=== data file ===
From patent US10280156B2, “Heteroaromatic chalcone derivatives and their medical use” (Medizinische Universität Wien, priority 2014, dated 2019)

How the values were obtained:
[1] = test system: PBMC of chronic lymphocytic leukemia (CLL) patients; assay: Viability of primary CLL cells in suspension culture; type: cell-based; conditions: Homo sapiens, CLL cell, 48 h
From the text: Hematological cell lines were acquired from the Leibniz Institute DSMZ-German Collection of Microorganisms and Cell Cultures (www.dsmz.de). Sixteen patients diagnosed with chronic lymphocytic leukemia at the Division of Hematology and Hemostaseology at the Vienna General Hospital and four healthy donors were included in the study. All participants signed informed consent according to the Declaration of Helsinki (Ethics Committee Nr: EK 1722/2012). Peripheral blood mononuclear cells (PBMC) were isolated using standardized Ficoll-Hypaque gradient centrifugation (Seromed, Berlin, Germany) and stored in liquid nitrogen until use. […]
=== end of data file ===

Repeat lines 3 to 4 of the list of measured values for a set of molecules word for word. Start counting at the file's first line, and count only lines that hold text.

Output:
[1] = test system: PBMC of chronic lymphocytic leukemia (CLL) patients; assay: Viability of primary CLL cells in suspension culture; type: cell-based; conditions: Homo sapiens, CLL cell, 48 h
From the text: Hematological cell lines were acquired from the Leibniz Institute DSMZ-German Collection of Microorganisms and Cell Cultures (www.dsmz.de). Sixteen patients diagnosed with chronic lymphocytic leukemia at the Division of Hematology and Hemostaseology at the Vienna General Hospital and four healthy donors were included in the study. All participants signed informed consent according to the Declaration of Helsinki (Ethics Committee Nr: EK 1722/2012). Peripheral blood mononuclear cells (PBMC) were isolated using standardized Ficoll-Hypaque gradient centrifugation (Seromed, Berlin, Germany) and stored in liquid nitrogen until use. […]